When you are writing music, what comes first, the music or the lyrics?
For me it’s usually the music. I like to play around with my pedal board and create a really interesting tone or sit down at the wurlitzer or piano, then l let that steer me in the direction of what the song will be about lyrically, kind of making up words and improvising melodies over the chords. Then those strange sounds start to shape into actual lyrical phrases.
What is the inspiration and aspirations behind the latest single release?
The inspiration behind the single “Bright City Lights” is a bit political and feminist. I know a lot of musicians and songwriters have been moved by the current political and social climate, and I was eager to write my own take on how all these things are making me feel. “Bright City Lights” is about not assuming anything about someone based on where they are from or their sex, that it is important for everyone to have their own kind of feminism, and for people to speak out about politics in their own way.
Can you tell us about the upcoming record? How did the concept come to life?
The upcoming record is a 7 song EP. The songs were written over the course of a few months, and were all written by me. I had been on tour for most of 2015 and 2016 playing keys and guitar for a mainstream pop artist. While it was a lot of fun and a great experience, it wasn’t the music that was truest to my heart. So when I get off tour, I spent a lot of time digging around for new, inspiring music. I found a lot of great songwriters that helped give life to my songwriting again, including The Staves, David Ramirez, and Lisa Leblanc. Conceptually I tried to write songs that really spoke to the emotions of being a touring, female musician- traveling, being away from loved ones, my eagerness to continue making music no matter what, and of course politics and a bit of feminism.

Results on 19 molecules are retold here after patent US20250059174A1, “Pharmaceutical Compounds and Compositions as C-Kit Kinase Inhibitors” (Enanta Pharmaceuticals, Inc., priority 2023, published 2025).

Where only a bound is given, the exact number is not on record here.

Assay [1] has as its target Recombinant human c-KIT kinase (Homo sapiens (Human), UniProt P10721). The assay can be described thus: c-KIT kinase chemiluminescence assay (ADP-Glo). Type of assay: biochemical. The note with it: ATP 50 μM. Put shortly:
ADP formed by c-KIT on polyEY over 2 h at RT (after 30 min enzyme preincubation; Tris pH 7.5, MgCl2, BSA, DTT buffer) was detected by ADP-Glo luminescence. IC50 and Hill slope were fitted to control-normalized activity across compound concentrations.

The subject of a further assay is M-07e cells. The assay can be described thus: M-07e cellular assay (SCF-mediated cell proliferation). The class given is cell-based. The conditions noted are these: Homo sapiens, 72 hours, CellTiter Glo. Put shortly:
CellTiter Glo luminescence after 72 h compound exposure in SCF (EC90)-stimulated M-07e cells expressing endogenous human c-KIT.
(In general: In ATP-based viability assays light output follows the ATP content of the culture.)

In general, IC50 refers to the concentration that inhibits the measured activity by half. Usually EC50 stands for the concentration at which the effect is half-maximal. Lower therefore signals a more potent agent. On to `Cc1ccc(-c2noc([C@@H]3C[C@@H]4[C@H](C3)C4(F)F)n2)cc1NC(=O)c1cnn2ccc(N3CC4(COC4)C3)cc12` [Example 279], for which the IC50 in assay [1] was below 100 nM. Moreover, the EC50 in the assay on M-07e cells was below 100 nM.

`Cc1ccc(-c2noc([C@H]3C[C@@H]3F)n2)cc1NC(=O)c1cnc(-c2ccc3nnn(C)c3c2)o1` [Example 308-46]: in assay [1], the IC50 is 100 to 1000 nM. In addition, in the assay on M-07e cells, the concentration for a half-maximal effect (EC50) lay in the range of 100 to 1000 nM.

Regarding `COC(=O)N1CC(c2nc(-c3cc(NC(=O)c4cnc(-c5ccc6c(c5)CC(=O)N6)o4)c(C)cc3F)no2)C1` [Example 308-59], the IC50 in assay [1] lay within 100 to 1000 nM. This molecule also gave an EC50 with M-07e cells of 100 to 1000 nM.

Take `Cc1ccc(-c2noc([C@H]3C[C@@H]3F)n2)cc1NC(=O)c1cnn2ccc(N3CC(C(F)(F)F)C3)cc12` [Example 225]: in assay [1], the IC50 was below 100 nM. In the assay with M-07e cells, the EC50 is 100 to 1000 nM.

What is the ultimate inspiration when penning the tracks, especially on the new record?
The songs are about a variety of things, including one inspired by the late, great Sharon Jones, called “This Time Around”. I had watched an incredible documentary about her struggle with cancer, and how she made music and toured right up until the end. The song is about a fictional character’s battle with death coming for them on their way to a gig. There is also another tune on the record called “You and I” that’s about dealing with the loss of my grandfather a few years ago. The last song I wrote for the record called “57 Chevy” is about growing up on the road, and not feeling like I’ve aged one bit! I think the road keeps you young, and this song talks about my desire to not let time catch up with me, but also to not let things pass me by that are supposed to happen at certain points in my life.
Do you produce and record your own records, or do you head into the studio?
Our first record that we tracked in 2012 was co-produced by myself and my bass player Chris Anderson. It was a great learning experience, but also a lot of responsibility to be recording and producing at the same time. For our new record, we decided to work with producer Don Dilego (Hollis Brown, Jessie Malin). He really understood the sound we were going for, and hooked us up with Atomic Sound, an incredible studio space in Brooklyn, NY. We tracked the record to 2” tape, through a vintage Neve console, with a lot of incredible vintage gear.
What are your key musical goals for the end of the year?
I’m really excited to be releasing the record in April of this year, and I’ll be heading back out on tour with my bass player Chris Anderson opening for Martin Sexton on his winter tour in February and March. So my goals for the year are really just to keep getting my new music out into the world, and keep playing more shows all over, hopefully a bunch with the full band.
Watch Rebecca Haviland's video for "Bright City Lights" here: https://www.youtube.com/watch?v=exArhLC0Igw
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